Their experiments conclusively showed that removing the pancreas induced the symptoms of diabetes, and that injecting pancreatic extract reversed these symptoms. James Bertram Collip, a biochemist, joined the group to refine the substance in the pancreatic extract, which they had dubbed “insulin”. When this refined insulin was administered to Leonard Thompson, a 14-year-old diabetic, his blood glucose levels dropped and the boy, who had been near death, rapidly regained his strength and health. A cure for diabetes had arrived, and Canada’s first Nobel Prize was awarded to Banting (who shared his portion of the prize with Charles Best) and Macleod (who shared his portion with Collip).
Always more to do
Although insulin injections control blood glucose levels, they are not as effective as properly functioning beta cells. The idea of islet cell transplantation started to gain momentum and, in 1989, Dr. Raymond Rajotte, and his group at the University of Alberta, performed Canada’s first successful islet cell transplant. But, since chronic diabetes leads to kidney failure, islet cell transplants were typically performed together with kidney transplants, which required intensive immunosuppressive regimens.
Unfortunately, this regime proved to be toxic to islet cell function and the islet cells quickly died. So, over the next 10 years, the group sought new ways to achieve long-term insulin independence. In 1998, Dr. James Shapiro joined the group and they developed a method to do solitary islet transplants using new immunosuppressive protocols. The results were a resounding success, and the procedure, known as the Edmonton Protocol, is now used worldwide.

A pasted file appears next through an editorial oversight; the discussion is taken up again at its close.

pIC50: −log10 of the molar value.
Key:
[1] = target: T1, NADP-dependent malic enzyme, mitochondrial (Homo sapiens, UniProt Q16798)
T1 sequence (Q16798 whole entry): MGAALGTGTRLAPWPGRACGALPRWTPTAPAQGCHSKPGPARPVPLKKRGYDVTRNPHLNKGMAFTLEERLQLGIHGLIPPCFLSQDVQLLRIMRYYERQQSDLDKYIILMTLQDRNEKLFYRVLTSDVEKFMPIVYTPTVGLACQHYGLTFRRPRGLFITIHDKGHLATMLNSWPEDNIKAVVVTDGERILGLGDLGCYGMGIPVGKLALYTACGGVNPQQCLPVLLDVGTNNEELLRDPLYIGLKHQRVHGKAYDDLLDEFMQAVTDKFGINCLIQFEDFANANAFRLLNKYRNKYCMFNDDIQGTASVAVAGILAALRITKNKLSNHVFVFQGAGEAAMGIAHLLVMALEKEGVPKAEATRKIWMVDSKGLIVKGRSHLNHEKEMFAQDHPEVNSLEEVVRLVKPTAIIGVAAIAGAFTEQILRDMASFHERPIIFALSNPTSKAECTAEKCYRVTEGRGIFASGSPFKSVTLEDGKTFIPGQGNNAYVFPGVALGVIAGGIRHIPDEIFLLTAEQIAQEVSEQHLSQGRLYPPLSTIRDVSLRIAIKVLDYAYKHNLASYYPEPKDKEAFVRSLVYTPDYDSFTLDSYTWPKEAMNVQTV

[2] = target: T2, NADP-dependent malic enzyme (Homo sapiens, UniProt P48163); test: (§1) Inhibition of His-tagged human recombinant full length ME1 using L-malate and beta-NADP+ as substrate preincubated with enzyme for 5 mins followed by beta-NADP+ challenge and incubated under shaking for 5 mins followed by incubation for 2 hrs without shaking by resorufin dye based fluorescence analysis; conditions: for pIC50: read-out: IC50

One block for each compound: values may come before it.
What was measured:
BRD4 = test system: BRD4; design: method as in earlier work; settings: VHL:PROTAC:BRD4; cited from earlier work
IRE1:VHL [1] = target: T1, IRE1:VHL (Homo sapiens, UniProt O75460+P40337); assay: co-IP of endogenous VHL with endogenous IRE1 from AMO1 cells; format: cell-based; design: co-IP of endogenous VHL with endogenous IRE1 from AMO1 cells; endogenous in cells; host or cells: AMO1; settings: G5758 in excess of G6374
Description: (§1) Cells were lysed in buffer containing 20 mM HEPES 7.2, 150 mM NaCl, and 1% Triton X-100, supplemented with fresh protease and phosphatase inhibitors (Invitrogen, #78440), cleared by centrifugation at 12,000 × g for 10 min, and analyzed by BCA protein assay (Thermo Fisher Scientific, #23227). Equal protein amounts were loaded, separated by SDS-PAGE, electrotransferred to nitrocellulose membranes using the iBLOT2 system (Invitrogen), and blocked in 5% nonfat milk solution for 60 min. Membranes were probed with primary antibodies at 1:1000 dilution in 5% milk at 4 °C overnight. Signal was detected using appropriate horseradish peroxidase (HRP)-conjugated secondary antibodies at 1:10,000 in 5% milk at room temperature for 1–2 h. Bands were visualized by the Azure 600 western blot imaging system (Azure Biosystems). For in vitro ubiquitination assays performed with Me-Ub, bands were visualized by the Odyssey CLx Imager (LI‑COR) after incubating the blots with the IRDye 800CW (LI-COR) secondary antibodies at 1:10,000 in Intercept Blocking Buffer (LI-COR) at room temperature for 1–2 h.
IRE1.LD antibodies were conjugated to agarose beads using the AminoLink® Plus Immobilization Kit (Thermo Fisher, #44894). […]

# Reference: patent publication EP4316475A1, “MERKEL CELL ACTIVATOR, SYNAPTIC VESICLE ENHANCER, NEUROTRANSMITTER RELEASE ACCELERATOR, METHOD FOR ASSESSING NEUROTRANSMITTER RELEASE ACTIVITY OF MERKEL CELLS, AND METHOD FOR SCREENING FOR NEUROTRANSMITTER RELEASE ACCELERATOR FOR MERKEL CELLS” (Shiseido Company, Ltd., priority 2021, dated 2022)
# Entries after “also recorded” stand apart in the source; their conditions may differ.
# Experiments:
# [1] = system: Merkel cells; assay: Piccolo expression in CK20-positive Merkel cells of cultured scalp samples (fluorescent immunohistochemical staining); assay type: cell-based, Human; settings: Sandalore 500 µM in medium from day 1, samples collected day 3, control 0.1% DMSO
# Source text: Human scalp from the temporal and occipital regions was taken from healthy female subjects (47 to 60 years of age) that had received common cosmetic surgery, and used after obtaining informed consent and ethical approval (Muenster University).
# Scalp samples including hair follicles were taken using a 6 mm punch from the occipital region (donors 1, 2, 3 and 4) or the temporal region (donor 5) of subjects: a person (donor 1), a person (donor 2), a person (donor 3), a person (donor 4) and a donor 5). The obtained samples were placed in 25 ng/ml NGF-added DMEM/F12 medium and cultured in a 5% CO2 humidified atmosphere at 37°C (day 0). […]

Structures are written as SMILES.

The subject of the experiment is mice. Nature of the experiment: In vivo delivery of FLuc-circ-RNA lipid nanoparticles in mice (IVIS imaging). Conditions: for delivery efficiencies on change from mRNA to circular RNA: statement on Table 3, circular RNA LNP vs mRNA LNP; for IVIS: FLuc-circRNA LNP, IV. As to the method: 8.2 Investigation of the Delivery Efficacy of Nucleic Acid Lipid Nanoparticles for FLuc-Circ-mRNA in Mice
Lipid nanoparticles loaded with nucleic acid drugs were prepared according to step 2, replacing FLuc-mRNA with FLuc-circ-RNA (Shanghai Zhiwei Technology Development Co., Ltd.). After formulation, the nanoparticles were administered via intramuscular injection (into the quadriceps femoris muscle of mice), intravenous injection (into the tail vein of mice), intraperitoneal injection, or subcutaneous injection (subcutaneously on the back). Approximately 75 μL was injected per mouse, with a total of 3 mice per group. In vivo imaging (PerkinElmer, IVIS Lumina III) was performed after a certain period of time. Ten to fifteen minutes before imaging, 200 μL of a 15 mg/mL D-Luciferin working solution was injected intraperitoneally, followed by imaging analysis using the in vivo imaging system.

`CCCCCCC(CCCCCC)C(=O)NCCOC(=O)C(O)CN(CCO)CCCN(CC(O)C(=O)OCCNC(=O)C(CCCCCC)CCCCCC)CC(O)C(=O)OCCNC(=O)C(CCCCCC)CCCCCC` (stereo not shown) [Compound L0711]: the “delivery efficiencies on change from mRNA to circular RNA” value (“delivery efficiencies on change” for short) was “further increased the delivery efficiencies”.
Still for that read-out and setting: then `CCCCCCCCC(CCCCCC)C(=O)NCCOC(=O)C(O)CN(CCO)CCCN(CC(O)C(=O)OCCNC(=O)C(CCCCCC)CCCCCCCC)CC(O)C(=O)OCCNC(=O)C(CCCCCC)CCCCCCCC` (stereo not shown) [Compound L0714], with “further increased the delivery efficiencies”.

Despite the Edmonton Protocol’s clinical success, several challenges had to be addressed to improve widespread adoption. These included limited donor availability, the host body’s rejection of the donor cells, and the side effects of the immunosuppressive regimens that were needed to stop the host body’s immune system from attacking the new graft.
So, what if islet cells could be produced from the patient’s tissues? Dr. Timothy Kieffer and his group at the University of British Columbia think stem cells hold the key. Stem cells can develop into any type of cell in the body, and the UBC Diabetes Research Group is developing techniques to turn them into insulin secreting beta cells. Dr. Maria Cristina Nostro and her group at the University Health Network showed that when transplanted into mice affected by either type 1 or type 2 diabetes, these cells can help maintain normal blood glucose levels.
Are we at the threshold of the next breakthrough in diabetes research? Only time, and more research, will tell, but Canadian science is poised to play a leading role.
Managing diabetes in a sugary world
Science has helped save the lives of countless patients affected by diabetes. But it is important to remember that if the disease is detected early, many type 2 diabetics can manage their symptoms with a healthy diet and regular exercise. So the next time you grab that slab of chocolate, give a nod to the evolutionary urge that makes sugar so appealing, enjoy it in moderation, and commit to a healthy lifestyle.
Banner image: A schematic showing the relation between glucose and insulin and the causes for development of type 1 and type 2 diabetes